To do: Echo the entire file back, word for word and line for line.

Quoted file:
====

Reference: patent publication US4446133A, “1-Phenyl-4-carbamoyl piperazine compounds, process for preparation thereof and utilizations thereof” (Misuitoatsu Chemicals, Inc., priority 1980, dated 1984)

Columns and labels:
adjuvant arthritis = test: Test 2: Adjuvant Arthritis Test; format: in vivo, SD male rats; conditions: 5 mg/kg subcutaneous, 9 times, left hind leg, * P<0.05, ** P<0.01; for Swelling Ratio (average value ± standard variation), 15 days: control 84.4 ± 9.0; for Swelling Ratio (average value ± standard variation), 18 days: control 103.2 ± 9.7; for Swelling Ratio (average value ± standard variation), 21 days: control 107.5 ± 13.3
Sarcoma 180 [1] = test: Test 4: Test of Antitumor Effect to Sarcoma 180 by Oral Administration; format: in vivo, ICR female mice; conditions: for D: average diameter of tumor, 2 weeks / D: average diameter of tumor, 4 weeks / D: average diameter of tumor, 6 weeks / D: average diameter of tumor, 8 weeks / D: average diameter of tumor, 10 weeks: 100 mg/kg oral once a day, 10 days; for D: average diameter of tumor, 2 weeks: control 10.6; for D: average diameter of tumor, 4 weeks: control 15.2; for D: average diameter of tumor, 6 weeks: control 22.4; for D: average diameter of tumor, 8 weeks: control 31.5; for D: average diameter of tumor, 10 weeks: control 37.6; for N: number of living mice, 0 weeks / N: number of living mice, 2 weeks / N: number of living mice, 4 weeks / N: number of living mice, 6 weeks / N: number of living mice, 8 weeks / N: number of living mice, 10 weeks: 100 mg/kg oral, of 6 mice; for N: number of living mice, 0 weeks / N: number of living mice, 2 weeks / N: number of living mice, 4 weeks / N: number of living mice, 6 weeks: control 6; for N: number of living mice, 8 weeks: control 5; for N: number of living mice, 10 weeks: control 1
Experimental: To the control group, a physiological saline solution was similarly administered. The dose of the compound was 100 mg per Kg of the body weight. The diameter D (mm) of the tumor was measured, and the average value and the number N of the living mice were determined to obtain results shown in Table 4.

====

Reference: patent publication US4446133A, “1-Phenyl-4-carbamoyl piperazine compounds, process for preparation thereof and utilizations thereof” (Misuitoatsu Chemicals, Inc., priority 1980, dated 1984)

Columns and labels:
adjuvant arthritis = test: Test 2: Adjuvant Arthritis Test; format: in vivo, SD male rats; conditions: 5 mg/kg subcutaneous, 9 times, left hind leg, * P<0.05, ** P<0.01; for Swelling Ratio (average value ± standard variation), 15 days: control 84.4 ± 9.0; for Swelling Ratio (average value ± standard variation), 18 days: control 103.2 ± 9.7; for Swelling Ratio (average value ± standard variation), 21 days: control 107.5 ± 13.3
Sarcoma 180 [1] = test: Test 4: Test of Antitumor Effect to Sarcoma 180 by Oral Administration; format: in vivo, ICR female mice; conditions: for D: average diameter of tumor, 2 weeks / D: average diameter of tumor, 4 weeks / D: average diameter of tumor, 6 weeks / D: average diameter of tumor, 8 weeks / D: average diameter of tumor, 10 weeks: 100 mg/kg oral once a day, 10 days; for D: average diameter of tumor, 2 weeks: control 10.6; for D: average diameter of tumor, 4 weeks: control 15.2; for D: average diameter of tumor, 6 weeks: control 22.4; for D: average diameter of tumor, 8 weeks: control 31.5; for D: average diameter of tumor, 10 weeks: control 37.6; for N: number of living mice, 0 weeks / N: number of living mice, 2 weeks / N: number of living mice, 4 weeks / N: number of living mice, 6 weeks / N: number of living mice, 8 weeks / N: number of living mice, 10 weeks: 100 mg/kg oral, of 6 mice; for N: number of living mice, 0 weeks / N: number of living mice, 2 weeks / N: number of living mice, 4 weeks / N: number of living mice, 6 weeks: control 6; for N: number of living mice, 8 weeks: control 5; for N: number of living mice, 10 weeks: control 1
Experimental: To the control group, a physiological saline solution was similarly administered. The dose of the compound was 100 mg per Kg of the body weight. The diameter D (mm) of the tumor was measured, and the average value and the number N of the living mice were determined to obtain results shown in Table 4.